Would you imagine that in this era of freedom of expression, a major media house would actually show a journalist the door for speaking truth to power?
Apparently at Nation Media Group, editors are not at liberty to criticise the government, never mind the rhetoric about the media group standing for the truth and being committed to the public interest.
The harsh reality dawned on one of Nation newspapers editors, Denis Galava, who was fired for penning a no-holds-barred editorial on the mediocre performance of President Uhuru Kenyatta’s administration in 2015. The editorial pulled no stops in urging the President to up his game in 2016
Thinking that as a writer, he was performing a noble duty by pointing out that the King was naked, it turned out that he was actually naïve, because as far as his employer was concerned, such was a misadventure that did not auger well for the paper’s bottom line.
Once again, commercial interests had triumphed over journalistic duty at the country’s leading newspaper, and the Nation Group had once again been exposed for what it is – a purely commercial venture that pays lip service to freedom of expression.
The editor was accused of “not following due process and endangering the group’s business,” an unequivocal statement that the Nation is in the business of making money first and serving the public interest last.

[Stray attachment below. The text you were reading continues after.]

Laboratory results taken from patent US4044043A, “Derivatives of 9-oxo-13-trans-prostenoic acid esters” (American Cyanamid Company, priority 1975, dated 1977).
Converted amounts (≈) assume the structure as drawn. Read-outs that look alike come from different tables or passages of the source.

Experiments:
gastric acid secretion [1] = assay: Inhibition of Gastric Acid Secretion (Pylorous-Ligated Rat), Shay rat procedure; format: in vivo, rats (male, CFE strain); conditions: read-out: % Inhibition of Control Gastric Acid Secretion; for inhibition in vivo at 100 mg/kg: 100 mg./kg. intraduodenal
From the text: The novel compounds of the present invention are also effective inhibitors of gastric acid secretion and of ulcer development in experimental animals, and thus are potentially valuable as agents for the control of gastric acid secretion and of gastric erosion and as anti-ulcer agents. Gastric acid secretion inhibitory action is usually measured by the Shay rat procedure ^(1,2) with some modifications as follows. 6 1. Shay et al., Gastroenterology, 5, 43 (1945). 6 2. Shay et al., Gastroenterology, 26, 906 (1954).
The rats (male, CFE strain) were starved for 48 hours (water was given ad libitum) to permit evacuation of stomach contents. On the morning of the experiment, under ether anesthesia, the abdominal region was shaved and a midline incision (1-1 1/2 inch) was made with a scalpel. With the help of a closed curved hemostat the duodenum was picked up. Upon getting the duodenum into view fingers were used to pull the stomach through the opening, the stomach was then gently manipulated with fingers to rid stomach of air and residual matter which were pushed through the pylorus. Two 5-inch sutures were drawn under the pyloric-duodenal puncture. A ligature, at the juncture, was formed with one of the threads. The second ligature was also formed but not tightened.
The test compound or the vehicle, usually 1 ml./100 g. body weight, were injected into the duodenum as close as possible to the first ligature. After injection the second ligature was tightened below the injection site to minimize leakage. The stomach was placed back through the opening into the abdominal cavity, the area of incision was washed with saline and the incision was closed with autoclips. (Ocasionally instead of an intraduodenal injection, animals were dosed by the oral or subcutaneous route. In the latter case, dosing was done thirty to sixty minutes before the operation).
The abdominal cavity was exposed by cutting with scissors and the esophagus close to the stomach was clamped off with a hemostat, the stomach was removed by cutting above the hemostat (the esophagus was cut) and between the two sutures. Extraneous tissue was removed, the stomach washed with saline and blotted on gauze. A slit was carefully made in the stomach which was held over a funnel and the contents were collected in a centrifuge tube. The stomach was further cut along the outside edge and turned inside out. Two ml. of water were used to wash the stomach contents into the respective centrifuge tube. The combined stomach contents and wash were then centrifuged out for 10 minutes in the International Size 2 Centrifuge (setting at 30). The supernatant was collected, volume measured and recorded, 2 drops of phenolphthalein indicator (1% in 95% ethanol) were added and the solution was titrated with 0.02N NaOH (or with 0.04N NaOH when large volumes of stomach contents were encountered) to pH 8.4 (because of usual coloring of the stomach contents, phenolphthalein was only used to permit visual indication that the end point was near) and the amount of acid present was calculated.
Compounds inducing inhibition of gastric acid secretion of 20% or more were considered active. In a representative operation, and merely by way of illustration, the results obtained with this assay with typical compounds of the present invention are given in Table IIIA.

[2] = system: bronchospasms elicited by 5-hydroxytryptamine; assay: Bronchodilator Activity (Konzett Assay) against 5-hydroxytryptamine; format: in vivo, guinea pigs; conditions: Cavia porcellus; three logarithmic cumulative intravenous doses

By disparaging the President’s performance, the editor had apparently stirred a hornet’s nest, and he was promptly stung. It appears the editorial provoked the ire of government mandarins who might have intimidated Nation chiefs with threats of withdrawing government advertising.
The editor was innocent enough to believe his employer’s claims to impartiality, fair play and all the other platitudes on professional journalism. Now he knows that the Nation not only supports the government but would also not hesitate to dump anyone whose actions threaten its most important source of bread.
The message sent to journalists at the Nation and other media houses through the sacking is that commercial, political and ownership interests continue to underpin the state of Kenyan media.
They may claim independence, but none of Kenya’s big media has so far been able to resist the temptation to pander to the interests of powerful political and commercial players. The typical Kenyan media house struggles to strike a balance between manipulation by the owner(s), satisfying the corporate advertisers and serving the public interest – in that order.
None of them seems to have leant the lesson that fawning to the whims of the owner(s) has its consequences. The history of media in Kenya is full of examples of media that lost credibility (and revenues, consequently) for accepting to be used as government megaphones.